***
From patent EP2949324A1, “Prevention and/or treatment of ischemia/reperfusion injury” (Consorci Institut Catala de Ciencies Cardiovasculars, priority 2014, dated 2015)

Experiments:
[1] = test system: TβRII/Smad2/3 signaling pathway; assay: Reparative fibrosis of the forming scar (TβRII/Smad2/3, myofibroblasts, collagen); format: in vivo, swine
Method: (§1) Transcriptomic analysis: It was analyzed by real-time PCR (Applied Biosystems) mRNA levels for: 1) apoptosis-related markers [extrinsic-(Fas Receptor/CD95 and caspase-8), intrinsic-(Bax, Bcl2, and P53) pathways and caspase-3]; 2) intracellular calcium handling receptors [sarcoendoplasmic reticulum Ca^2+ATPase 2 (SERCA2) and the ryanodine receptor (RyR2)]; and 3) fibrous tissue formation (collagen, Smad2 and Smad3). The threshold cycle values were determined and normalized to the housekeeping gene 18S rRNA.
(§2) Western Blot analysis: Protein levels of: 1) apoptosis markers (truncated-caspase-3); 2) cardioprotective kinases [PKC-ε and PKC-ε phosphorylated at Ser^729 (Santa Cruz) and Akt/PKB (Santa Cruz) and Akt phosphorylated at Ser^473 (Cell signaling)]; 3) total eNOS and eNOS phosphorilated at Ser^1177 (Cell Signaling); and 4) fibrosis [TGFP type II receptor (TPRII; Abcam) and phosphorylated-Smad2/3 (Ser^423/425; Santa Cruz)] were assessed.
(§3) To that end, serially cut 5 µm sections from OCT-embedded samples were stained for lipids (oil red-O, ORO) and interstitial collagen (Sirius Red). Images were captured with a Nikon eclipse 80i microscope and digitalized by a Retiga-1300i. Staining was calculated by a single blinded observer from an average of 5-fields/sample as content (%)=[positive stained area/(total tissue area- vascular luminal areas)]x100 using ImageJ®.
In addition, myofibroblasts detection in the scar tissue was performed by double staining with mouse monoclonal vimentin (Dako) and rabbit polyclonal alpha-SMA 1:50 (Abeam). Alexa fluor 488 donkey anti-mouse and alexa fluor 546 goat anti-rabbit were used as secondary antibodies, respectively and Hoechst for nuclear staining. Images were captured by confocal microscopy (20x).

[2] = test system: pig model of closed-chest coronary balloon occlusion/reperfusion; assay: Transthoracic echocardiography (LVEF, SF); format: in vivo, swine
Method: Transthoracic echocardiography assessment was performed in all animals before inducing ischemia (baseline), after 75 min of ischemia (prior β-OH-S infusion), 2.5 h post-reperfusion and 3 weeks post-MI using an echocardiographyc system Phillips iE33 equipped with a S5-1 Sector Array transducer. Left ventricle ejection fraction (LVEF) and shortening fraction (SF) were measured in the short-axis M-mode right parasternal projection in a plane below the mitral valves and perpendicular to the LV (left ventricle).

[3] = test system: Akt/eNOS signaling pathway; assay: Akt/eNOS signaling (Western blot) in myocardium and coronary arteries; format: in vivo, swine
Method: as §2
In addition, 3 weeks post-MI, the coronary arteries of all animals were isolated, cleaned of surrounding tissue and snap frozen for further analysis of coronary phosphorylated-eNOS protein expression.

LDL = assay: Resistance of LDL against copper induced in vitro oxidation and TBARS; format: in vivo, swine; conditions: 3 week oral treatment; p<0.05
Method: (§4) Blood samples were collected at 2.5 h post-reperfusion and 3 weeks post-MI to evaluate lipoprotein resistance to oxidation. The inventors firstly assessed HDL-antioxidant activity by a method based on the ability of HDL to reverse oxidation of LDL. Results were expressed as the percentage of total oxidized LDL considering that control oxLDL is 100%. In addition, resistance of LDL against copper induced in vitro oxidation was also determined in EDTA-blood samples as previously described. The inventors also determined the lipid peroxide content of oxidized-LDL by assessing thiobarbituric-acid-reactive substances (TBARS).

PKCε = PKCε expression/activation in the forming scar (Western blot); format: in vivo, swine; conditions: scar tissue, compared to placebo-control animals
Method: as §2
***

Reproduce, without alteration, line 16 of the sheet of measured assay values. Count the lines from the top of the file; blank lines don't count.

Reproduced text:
Method: as §2